He writes about “the church incognito” and says this: “The voice of the prophet today is seldom heard, not because there are no prophets speaking for God, but because the noise and clatter of our culture have so invaded the church that they have drowned out that voice.”
He then turns his attention to how each generation “seems to drift a little further away from the vision of what God has for the church.” He bemoans the fact that the sons of the prophets are so unlike the prophets. He then lists some characteristics of the sons of the prophets:
“Perhaps at the top of the list would be the awful truth that they are not message oriented. The message is not really that important. What is being touted today to run the church is marketing, presentation of the message, and performance. These three things have overshadowed the message.”
The priority given to “cultural relevancy” is killing us he warns: “There is a passion today to be relevant. This, I believe, is one of the gods of the modern church. We will go to great lengths to prove that the message fits in nicely with the culture around us.”
In his sermon on “God’s Message To His Church” he begins with these words: “The true prophet is called to be a voice of God to his generation. His mission is to bring God’s message to God’s people, in such a way that they hear it and obey it.”
He reminds us that the “message never originates with the prophet. It is God’s job to connect the prophet with the message he wants to impart to His people. It is never left to the prophet. . . . This message that God entrusts to His prophet is under strict orders from God, without any deviation. The song of the prophet is, ‘Thus saith the Lord’.”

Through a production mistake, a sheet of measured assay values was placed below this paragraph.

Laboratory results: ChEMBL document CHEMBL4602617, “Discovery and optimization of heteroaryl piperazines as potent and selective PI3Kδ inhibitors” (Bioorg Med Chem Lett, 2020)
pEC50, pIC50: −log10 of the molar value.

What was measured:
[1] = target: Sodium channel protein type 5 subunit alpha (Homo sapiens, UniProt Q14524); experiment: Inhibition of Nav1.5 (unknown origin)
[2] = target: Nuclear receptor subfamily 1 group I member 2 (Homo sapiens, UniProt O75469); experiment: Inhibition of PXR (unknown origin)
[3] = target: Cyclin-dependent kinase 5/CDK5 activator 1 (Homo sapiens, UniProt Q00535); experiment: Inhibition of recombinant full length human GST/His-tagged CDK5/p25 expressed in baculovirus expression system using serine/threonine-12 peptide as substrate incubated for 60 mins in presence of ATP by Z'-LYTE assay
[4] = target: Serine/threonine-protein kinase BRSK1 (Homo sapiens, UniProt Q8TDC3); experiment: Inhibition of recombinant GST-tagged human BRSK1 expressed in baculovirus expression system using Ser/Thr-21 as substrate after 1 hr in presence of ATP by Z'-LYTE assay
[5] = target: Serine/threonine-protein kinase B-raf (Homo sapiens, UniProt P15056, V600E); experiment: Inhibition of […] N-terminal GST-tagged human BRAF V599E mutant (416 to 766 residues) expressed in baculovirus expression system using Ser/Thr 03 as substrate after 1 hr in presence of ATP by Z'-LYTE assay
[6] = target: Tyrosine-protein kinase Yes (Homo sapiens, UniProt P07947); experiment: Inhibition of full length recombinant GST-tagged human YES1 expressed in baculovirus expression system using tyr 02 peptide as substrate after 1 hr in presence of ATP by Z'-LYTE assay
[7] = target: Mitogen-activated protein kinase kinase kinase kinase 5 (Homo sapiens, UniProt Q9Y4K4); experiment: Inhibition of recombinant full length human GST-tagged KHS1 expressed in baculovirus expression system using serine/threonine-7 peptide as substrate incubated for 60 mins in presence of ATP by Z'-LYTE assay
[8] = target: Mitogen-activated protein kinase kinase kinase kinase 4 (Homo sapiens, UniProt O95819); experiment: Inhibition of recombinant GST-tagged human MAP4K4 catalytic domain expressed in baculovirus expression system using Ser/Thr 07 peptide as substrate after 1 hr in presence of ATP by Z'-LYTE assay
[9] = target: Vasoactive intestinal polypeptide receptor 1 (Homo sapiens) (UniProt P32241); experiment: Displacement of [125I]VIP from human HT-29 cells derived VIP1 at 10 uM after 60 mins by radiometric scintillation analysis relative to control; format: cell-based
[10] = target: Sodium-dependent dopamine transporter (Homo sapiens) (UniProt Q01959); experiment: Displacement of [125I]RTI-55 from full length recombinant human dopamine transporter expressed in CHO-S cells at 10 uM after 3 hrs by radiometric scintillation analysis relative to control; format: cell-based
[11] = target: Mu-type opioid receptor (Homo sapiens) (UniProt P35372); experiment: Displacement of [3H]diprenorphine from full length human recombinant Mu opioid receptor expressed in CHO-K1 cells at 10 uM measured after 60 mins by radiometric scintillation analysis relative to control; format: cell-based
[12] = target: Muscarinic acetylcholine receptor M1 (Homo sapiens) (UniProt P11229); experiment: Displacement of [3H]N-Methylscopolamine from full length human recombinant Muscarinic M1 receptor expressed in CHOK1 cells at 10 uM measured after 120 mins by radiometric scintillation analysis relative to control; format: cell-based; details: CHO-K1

And God’s message will confront the present situation and the surrounding culture: “The message God gives always confronts the present condition in order to contradict that situation and move people toward God. . . . God’s message cuts through the smoke and mirrors and brings truth to bear upon that particular situation.”
And truth is certainly the means God uses: “The essence of the message of the prophet is truth. Truth is always a double-edged sword. It cuts both ways. There is a cost factor for the prophet to deliver the message, and there is a cost factor for us to receive that message. This emphasizes the extreme importance God puts upon the truth He is trying to bring our way.”
One more sermon: “The Challenge of the Prophet”. Looking at Elijah’s confrontation with the prophets of Baal, Tozer speaks of the contrast between true and false religion. False prophets promise a life of ease and relaxation and entertainment. True religion, and true prophets, demand everything from us:
God calls you to be a soldier, a good, hard soldier. I never could figure out why ministers feel they have to pat and paw over everybody to get them in, why they have to dilute and edit and modify and amend and trim down the gospel. It does not work this way. A trimmed-down gospel never saved a soul. A trimmed-down, diluted, edited religion is not the religion Christ died to establish. Heaven is not filled with weaklings who had to have somebody go along and help them over the rough spots. It is full of soldiers and martyrs, and the dreamers and the prophets and the clean man who loved his God and loved his generation and lived and died living a good life – a hard life.
There is plenty more of value that could be presented here from these 200 pages of gold from Tozer. But this should suffice to get your interest up. I hope you will grab this, and anything else by Tozer you can find. It will do your soul a world of good.